- by C J Atkins
- The Guardian
- Issue #1978
Women banned from accessing abortions before they even know they’re pregnant. Bounties of $10,000 paid out of public money for anyone who takes court action to stop an abortion. Those are just a couple of details of a draconian new law attacking women’s reproductive health in Texas which the Supreme Court allowed to take effect late Wednesday night, first September.
In a 5-4 vote, the right-wing reactionary majority on the nation’s highest court opted not to hear an emergency appeal from abortion providers in the state. Doctors and women’s rights advocates were desperate to block measures passed by the Republican state legislature that essentially kill a woman’s right to choose and make the historic Roe v. Wade ruling that legalised abortion non-existent in the Lone Star State.
Proposed by Christian extremists at the statehouse in Austin, the restrictive measures were signed into law by GOP Gov. Greg Abbott in May. It was one of 666 new pieces of legislation taking effect Wednesday that were passed as part of a hard-right agenda ahead of the 2022 mid-term elections.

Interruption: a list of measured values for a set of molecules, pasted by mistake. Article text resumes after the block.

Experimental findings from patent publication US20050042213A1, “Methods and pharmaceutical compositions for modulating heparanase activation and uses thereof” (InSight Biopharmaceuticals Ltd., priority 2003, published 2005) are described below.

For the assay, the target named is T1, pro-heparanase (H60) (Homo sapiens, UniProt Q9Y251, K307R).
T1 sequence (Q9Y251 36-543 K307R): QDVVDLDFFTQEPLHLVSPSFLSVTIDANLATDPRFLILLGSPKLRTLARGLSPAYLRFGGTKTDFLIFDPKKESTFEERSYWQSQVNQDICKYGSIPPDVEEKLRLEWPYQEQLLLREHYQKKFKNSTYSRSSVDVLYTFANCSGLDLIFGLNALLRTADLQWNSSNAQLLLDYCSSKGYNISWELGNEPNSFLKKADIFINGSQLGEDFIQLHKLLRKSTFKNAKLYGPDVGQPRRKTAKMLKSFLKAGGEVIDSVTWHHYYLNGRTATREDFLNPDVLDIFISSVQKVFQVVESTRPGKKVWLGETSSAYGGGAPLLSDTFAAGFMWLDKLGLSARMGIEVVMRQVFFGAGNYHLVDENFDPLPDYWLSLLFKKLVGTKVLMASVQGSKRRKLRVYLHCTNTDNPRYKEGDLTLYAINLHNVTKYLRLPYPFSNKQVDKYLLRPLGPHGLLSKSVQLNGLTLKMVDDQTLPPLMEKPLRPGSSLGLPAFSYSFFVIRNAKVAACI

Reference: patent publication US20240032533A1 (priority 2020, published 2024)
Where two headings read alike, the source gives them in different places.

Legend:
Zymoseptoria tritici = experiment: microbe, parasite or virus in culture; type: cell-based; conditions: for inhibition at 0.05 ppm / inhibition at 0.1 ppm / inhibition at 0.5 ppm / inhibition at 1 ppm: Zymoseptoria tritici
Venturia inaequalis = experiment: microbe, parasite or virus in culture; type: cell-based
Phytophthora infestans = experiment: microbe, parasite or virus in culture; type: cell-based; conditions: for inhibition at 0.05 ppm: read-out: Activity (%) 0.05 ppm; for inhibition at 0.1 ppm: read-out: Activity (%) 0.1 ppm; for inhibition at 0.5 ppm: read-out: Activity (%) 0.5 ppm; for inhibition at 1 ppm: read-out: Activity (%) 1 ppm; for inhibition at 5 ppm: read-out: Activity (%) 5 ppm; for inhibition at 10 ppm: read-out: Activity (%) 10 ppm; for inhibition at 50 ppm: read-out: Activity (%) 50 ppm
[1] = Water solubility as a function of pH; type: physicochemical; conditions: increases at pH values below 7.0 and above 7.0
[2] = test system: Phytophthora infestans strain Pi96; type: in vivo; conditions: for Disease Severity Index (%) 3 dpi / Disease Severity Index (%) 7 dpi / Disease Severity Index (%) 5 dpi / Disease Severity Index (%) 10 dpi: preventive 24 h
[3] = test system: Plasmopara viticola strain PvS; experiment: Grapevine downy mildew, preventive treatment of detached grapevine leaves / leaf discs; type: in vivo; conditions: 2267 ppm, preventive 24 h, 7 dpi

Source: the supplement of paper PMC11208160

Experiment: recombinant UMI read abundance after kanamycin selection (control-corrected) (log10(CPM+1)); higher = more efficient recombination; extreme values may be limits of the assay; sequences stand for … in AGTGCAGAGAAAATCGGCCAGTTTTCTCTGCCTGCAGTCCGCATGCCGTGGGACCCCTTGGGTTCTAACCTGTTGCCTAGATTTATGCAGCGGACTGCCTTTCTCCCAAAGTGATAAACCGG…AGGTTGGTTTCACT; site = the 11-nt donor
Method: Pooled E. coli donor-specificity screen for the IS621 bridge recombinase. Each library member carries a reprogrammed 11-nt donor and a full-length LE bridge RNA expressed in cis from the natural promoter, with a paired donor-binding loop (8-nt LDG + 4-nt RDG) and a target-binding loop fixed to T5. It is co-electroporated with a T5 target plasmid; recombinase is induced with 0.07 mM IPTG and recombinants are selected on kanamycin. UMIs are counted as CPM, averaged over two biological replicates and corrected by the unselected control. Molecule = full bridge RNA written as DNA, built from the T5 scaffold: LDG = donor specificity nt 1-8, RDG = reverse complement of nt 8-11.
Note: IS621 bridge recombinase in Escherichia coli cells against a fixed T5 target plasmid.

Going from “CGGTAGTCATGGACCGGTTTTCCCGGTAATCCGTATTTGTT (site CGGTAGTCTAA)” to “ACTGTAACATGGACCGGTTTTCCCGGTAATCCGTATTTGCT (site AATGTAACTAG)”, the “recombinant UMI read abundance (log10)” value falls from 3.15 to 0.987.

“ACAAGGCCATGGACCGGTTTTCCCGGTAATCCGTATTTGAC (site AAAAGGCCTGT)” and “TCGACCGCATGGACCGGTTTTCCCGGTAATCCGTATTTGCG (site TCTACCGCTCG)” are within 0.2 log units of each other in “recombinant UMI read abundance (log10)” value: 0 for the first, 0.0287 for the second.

The Republican Party has its eyes set on energising its voter base and locking in control of Texas in a bid to outrun political and demographic changes that could see the state switch to the Democratic column in the near future. Fresh restrictions on voting rights are another key component of GOP strategy.
Other measures that became law Wednesday include killing off licensing and training requirements for carrying guns in public, banning the teaching of Critical Race Theory in classrooms, making protesting on roads a crime, and more.
It is the abortion restrictions, however, which have garnered the most attention because of the extent to which they go in denying women access to health care and the devious manner in which they are to be enforced.
The law takes off from the “detectable foetal heartbeat” concept that has been employed by Republican lawmakers in several states when crafting anti-abortion measures. The Texas GOP’s law blocks women from getting an abortion once an ultrasound is able to detect cardiac activity; this typically happens around six weeks – before most women even know they are pregnant.